“We try to provide [the participants] some type of hope, the dream that they need to succeed,” Hamilton said during an interview with Fresnoland on Oct. 27. “We teach them resiliency, how to bounce back” from all the hardships they go through, like loss of family, poverty, lack of support, lack of safety and intense peer pressure.
“We put a lot of emphasis on counseling and teaching them everything about life, to kind of prepare, especially the younger ones, for things that they may be encountering once they leave here,” Hamilton said.
It’s about mental health and wellbeing
Ahmad Bahrami, division manager with Fresno County’s behavioral health department, said the county embraced the Sweet Potato Project for several reasons, including not already having a “behavioral mental health program that targeted our African American community.”
Also, “the community has already identified something that works for our African American youth… so it makes more sense for us to align and support them, than come in from the outside and say, ‘here’s what you need to do.’”
Bahrami said the program is very important in addressing mental health concerns in the community, by engaging the youth and preventatively avoiding problems in their future.
To create the partnership, his office eventually “came up with something that we thought was not just viable, but it was equitable for the community, because it was driven and developed with input from those community partners as well.”
‘A sense of togetherness’
Jointly funded by the State’s California Reducing Disparity program, a Prevention and Early Intervention initiative by the Mental Health Services Act (MHSA, Proposition 63) and Fresno County’s behavioral health department, this after-school educational/recreational program helps at-risk youth in southwest Fresno develop positive “self-esteem, socio-emotional wellbeing, leadership, agribusiness, and entrepreneurial skills,” while counteracting the negative influences they face in their lives daily, according to information on the website of the West Fresno Family Resource Center.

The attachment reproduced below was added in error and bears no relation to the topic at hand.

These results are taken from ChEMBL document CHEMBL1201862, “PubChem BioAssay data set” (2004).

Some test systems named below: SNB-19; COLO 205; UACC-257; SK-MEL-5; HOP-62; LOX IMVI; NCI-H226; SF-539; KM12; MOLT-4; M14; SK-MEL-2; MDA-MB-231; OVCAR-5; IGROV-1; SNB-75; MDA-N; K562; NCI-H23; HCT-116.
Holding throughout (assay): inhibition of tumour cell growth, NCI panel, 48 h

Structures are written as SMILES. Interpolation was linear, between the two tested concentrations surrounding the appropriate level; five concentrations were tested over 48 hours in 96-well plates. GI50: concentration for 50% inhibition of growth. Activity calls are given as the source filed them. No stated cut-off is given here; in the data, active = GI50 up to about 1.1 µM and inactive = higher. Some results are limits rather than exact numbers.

According to a three-year evaluation (2018-2021) of the program conducted by the Central Valley Health Policy Institute (CVHPI), “the Sweet Potato Project helps students build their own community and gives them somewhere positive to build relationships with family, peers, and project staff.”
Hamilton, the project manager, explained, “We give a sense of togetherness — keeping each other in line, keeping each other’s heads in the right direction, and together, we can work through it because it’s hard by yourself.
“We all have problems at home, we all have issues that we deal with. And maybe another person already went through it before and can help out and give him some coping skills, so, don’t give up.”
There is no data yet on the academic benefits of this program, but Hamilton cites anecdotal evidence showing that the majority of the students who join the program graduate high school and go on to college or the military. In fact, a number of the children are in dual enrollment programs and earning college credits while still in high school.
The real immediate benefit is the sense of community and togetherness that the program provides for the participants.
“It unifies us as a whole,” said Jay-Lynn Rodriguez, a 16-year-old sophomore at Edison High School, who is in the program.
Hamilton said the students are occupied, engaged, supported to build their resiliency and ability to resist peer pressure.
“We’re trying to teach them to think outside the box and to never take no for an answer,” Hamilton said. “And even if you do lose, look at it as a win, because now you know, now you have an understanding of what to do and what not to.”
Most importantly, they build their own communities and their self confidence and learn how to control impulses and stay focused on their goals.
“Because we’re here in southwest Fresno, which is an underserved community here in Fresno, this program is so much more essential,” Rodriguez said.
“We learn to give back. This year, we have done backpack giveaways; we did a COVID vaccination,” Rodriguez said. “So we do influential things that impact the community, that helps them out, as well as bringing us closer together.”